The mom (who cannot be named to protect the identity of her son) moved to South Africa four years ago to marry the father of her, then unborn child and found herself between a rock and a hard place.
She had entered South Africa on a three-month visitors’ permit in 2015.
Her son’s birth in August that year could not be registered.
Deemed “illegal” by the South African government, the only way she could rectify this was to travel back to Uganda and apply for a spousal visa which could take many months.
And she would have to leave her baby behind.
The essence of her case was that the rule that prevents her from applying for the visa while in South Africa, should be deemed to be unconstitutional.
She had previously lost this argument in the Western Cape High Court.
But a majority of judges in the Constitutional Court has now found her in favour, ruling that the regulation unjustifiably limits the right to dignity and the rights of children.
While the court has given the government two years to correct the legislation, they have granted immediate relief to the mom - and others in a similar situation.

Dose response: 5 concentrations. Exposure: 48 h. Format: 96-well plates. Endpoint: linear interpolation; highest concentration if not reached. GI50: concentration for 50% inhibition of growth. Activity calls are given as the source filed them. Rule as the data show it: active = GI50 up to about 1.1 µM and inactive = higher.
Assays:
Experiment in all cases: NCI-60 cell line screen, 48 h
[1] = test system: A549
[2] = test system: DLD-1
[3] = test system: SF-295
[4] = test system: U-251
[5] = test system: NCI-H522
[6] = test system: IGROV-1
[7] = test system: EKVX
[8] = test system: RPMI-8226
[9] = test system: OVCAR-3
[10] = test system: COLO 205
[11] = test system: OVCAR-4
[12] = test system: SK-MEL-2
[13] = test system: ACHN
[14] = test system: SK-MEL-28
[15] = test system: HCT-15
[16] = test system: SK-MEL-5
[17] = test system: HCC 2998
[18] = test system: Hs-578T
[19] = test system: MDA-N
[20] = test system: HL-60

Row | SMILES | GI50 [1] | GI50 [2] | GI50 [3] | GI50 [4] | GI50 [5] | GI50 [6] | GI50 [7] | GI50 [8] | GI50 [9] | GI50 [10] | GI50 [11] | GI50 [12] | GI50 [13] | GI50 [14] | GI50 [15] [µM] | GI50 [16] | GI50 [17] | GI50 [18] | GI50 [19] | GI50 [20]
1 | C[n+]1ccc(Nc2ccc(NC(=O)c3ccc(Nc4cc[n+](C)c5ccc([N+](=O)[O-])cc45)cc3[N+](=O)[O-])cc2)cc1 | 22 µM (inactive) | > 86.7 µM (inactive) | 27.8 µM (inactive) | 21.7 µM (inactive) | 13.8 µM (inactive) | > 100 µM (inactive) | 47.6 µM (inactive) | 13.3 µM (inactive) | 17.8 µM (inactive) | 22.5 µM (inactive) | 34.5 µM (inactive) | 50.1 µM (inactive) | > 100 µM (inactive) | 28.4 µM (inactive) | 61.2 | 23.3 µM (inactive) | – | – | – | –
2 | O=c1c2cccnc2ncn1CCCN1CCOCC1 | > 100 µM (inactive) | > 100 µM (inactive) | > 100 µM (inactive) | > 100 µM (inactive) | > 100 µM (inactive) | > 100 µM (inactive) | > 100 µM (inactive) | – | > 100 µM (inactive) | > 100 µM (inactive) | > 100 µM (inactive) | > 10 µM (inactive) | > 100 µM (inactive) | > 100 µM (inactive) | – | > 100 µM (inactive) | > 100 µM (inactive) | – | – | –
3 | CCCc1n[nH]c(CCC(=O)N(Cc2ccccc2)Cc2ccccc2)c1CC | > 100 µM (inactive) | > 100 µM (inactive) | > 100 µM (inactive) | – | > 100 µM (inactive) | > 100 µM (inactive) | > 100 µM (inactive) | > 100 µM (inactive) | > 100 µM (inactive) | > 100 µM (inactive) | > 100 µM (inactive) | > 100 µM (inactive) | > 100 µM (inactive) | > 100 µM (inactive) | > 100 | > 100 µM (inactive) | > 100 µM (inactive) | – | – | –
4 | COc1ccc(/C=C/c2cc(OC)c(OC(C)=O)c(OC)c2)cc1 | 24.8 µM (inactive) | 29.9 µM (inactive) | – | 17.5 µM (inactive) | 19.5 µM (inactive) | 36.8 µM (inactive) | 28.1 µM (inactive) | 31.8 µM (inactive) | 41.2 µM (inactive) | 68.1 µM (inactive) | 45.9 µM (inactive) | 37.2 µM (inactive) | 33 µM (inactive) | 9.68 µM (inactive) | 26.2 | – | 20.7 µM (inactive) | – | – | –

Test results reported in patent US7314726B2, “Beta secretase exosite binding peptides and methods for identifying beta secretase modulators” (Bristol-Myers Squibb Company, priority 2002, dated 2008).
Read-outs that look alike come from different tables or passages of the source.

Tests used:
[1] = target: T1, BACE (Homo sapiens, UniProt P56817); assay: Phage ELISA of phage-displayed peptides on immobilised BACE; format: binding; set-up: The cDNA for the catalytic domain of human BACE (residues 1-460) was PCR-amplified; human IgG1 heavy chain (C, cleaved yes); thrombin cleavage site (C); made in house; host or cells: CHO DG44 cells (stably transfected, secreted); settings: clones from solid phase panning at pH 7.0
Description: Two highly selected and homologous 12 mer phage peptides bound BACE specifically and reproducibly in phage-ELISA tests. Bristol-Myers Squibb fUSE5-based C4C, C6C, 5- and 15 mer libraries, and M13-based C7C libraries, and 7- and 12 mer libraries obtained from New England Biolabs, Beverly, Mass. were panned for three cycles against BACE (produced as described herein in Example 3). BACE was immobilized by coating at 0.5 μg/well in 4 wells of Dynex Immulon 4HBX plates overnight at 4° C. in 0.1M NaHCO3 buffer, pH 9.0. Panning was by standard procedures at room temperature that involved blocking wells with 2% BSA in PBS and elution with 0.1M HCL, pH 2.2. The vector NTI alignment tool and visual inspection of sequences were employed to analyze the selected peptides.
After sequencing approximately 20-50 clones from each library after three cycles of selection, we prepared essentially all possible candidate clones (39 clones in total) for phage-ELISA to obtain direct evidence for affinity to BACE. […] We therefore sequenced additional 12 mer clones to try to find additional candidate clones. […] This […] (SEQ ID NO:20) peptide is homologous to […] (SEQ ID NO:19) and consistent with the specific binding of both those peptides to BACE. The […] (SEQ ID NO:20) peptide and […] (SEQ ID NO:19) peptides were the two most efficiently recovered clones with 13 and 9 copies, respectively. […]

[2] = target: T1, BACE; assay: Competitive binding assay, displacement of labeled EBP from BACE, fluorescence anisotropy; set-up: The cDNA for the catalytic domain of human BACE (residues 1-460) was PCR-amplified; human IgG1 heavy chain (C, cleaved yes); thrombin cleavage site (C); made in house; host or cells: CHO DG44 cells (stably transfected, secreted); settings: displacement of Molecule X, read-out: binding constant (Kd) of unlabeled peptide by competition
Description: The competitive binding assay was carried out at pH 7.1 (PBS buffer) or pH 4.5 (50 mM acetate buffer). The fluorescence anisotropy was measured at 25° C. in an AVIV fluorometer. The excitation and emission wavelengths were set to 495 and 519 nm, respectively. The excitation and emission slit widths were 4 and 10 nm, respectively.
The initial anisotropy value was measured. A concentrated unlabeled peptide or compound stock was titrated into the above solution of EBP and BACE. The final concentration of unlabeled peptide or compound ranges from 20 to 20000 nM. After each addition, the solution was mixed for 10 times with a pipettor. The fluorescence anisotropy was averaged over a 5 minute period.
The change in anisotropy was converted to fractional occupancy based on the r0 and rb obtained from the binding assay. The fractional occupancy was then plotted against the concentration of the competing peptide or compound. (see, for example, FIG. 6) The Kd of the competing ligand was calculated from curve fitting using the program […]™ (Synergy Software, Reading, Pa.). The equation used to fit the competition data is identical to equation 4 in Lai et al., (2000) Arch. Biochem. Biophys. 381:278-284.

In the judgment, penned by Justice Nonkosi Mhlantla (with six judges concurring), the Judge noted:
“The right to family life is not a coincidental consequence of human dignity, but rather a core ingredient of it.
“This judgment grapples with the intertwined relationship between human dignity and familial rights and how they function alongside notions of state security and legislative regimes that seek to protect persons within the borders of the Republic.”
She said the outcome would have a wide impact on other families “which speaks to the importance of the constitutional issues raised.”
The respondents - the Minister and Director-General of Home Affairs - had strongly argued that the regulation was important: That South Africa was entitled to determine who entered its borders and what requirements they had to meet.
A visitors’ visa was easy to obtain. A spousal visa, not.
This was to stop fraud and “fake marriages”.
Justice Mhlantla said while she accepted this, they had not not shown why the limitation was a proportionate means of achieving those objectives.
“On their own evidence, they are clearly quite capable of conducting proper investigations to detect fraudulent marriages when visa applicants are within the country.
“They also failed to prove that the limitation is reasonable and justifiable in an open and democratic society based on human dignity, equality and freedom as required by the Constitution.”
Writing for the minority, Justice Johan Froneman said caution was necessary.
“Why should visitors, who have no expectation or right to enter, remain in this country be entitled to expect that the conditions on which they came here as visitors must be abandoned once they change their minds on staying longer?
“In the absence of any cogent reason that they may be endangered or prejudiced in any serious way by returning to their home country, it seems quite reasonable to expect them to do that.”